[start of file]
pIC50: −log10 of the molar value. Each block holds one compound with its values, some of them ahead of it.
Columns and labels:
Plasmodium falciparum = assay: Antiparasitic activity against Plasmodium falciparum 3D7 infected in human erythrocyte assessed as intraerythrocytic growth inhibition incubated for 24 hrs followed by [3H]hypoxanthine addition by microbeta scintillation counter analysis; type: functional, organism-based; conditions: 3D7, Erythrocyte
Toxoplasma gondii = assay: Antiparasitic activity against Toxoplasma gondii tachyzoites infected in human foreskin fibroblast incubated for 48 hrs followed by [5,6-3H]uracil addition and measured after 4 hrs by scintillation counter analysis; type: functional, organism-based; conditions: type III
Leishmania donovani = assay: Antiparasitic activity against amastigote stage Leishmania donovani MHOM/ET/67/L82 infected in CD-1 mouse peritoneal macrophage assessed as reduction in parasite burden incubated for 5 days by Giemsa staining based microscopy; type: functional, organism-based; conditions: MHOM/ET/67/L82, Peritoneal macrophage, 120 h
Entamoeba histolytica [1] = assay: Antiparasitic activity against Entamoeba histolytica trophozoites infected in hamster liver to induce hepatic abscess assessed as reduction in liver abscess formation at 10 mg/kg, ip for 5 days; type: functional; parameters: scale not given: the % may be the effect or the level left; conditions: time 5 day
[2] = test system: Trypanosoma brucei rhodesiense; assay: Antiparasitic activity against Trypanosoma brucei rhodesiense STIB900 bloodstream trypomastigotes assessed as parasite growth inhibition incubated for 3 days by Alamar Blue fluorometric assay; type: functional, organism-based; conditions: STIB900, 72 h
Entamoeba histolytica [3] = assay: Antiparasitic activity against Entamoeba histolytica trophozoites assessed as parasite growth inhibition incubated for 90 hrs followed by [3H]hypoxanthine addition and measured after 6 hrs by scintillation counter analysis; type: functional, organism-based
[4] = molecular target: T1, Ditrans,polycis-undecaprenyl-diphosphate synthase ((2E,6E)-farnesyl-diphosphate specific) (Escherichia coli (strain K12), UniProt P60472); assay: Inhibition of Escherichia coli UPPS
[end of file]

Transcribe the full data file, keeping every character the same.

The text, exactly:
pIC50: −log10 of the molar value. Each block holds one compound with its values, some of them ahead of it.
Columns and labels:
Plasmodium falciparum = assay: Antiparasitic activity against Plasmodium falciparum 3D7 infected in human erythrocyte assessed as intraerythrocytic growth inhibition incubated for 24 hrs followed by [3H]hypoxanthine addition by microbeta scintillation counter analysis; type: functional, organism-based; conditions: 3D7, Erythrocyte
Toxoplasma gondii = assay: Antiparasitic activity against Toxoplasma gondii tachyzoites infected in human foreskin fibroblast incubated for 48 hrs followed by [5,6-3H]uracil addition and measured after 4 hrs by scintillation counter analysis; type: functional, organism-based; conditions: type III
Leishmania donovani = assay: Antiparasitic activity against amastigote stage Leishmania donovani MHOM/ET/67/L82 infected in CD-1 mouse peritoneal macrophage assessed as reduction in parasite burden incubated for 5 days by Giemsa staining based microscopy; type: functional, organism-based; conditions: MHOM/ET/67/L82, Peritoneal macrophage, 120 h
Entamoeba histolytica [1] = assay: Antiparasitic activity against Entamoeba histolytica trophozoites infected in hamster liver to induce hepatic abscess assessed as reduction in liver abscess formation at 10 mg/kg, ip for 5 days; type: functional; parameters: scale not given: the % may be the effect or the level left; conditions: time 5 day
[2] = test system: Trypanosoma brucei rhodesiense; assay: Antiparasitic activity against Trypanosoma brucei rhodesiense STIB900 bloodstream trypomastigotes assessed as parasite growth inhibition incubated for 3 days by Alamar Blue fluorometric assay; type: functional, organism-based; conditions: STIB900, 72 h
Entamoeba histolytica [3] = assay: Antiparasitic activity against Entamoeba histolytica trophozoites assessed as parasite growth inhibition incubated for 90 hrs followed by [3H]hypoxanthine addition and measured after 6 hrs by scintillation counter analysis; type: functional, organism-based
[4] = molecular target: T1, Ditrans,polycis-undecaprenyl-diphosphate synthase ((2E,6E)-farnesyl-diphosphate specific) (Escherichia coli (strain K12), UniProt P60472); assay: Inhibition of Escherichia coli UPPS